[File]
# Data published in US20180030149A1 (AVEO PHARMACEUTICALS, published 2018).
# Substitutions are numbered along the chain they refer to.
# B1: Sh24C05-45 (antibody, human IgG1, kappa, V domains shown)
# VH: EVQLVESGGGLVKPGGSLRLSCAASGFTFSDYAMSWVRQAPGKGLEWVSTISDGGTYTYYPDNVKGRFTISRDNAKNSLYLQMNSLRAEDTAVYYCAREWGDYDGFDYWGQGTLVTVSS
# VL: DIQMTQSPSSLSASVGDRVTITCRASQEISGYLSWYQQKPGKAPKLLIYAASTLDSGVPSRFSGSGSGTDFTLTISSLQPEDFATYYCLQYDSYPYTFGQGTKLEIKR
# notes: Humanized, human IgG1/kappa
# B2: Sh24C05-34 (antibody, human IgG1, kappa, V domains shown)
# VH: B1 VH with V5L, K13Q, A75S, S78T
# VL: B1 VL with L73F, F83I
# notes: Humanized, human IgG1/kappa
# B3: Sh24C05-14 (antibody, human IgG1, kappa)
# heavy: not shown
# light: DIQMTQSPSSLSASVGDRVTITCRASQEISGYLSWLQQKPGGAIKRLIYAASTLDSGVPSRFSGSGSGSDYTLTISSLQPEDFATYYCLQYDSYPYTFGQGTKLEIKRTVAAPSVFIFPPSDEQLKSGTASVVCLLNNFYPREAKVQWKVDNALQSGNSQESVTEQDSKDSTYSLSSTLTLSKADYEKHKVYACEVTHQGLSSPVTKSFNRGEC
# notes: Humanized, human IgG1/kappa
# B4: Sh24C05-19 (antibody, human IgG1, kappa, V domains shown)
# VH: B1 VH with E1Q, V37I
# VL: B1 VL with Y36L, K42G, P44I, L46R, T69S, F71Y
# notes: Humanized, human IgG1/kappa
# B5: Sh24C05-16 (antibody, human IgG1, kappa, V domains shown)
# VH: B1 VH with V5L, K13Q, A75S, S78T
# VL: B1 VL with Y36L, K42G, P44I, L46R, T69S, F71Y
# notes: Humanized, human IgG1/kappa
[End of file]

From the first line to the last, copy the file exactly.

# Data published in US20180030149A1 (AVEO PHARMACEUTICALS, published 2018).
# Substitutions are numbered along the chain they refer to.
# B1: Sh24C05-45 (antibody, human IgG1, kappa, V domains shown)
# VH: EVQLVESGGGLVKPGGSLRLSCAASGFTFSDYAMSWVRQAPGKGLEWVSTISDGGTYTYYPDNVKGRFTISRDNAKNSLYLQMNSLRAEDTAVYYCAREWGDYDGFDYWGQGTLVTVSS
# VL: DIQMTQSPSSLSASVGDRVTITCRASQEISGYLSWYQQKPGKAPKLLIYAASTLDSGVPSRFSGSGSGTDFTLTISSLQPEDFATYYCLQYDSYPYTFGQGTKLEIKR
# notes: Humanized, human IgG1/kappa
# B2: Sh24C05-34 (antibody, human IgG1, kappa, V domains shown)
# VH: B1 VH with V5L, K13Q, A75S, S78T
# VL: B1 VL with L73F, F83I
# notes: Humanized, human IgG1/kappa
# B3: Sh24C05-14 (antibody, human IgG1, kappa)
# heavy: not shown
# light: DIQMTQSPSSLSASVGDRVTITCRASQEISGYLSWLQQKPGGAIKRLIYAASTLDSGVPSRFSGSGSGSDYTLTISSLQPEDFATYYCLQYDSYPYTFGQGTKLEIKRTVAAPSVFIFPPSDEQLKSGTASVVCLLNNFYPREAKVQWKVDNALQSGNSQESVTEQDSKDSTYSLSSTLTLSKADYEKHKVYACEVTHQGLSSPVTKSFNRGEC
# notes: Humanized, human IgG1/kappa
# B4: Sh24C05-19 (antibody, human IgG1, kappa, V domains shown)
# VH: B1 VH with E1Q, V37I
# VL: B1 VL with Y36L, K42G, P44I, L46R, T69S, F71Y
# notes: Humanized, human IgG1/kappa
# B5: Sh24C05-16 (antibody, human IgG1, kappa, V domains shown)
# VH: B1 VH with V5L, K13Q, A75S, S78T
# VL: B1 VL with Y36L, K42G, P44I, L46R, T69S, F71Y
# notes: Humanized, human IgG1/kappa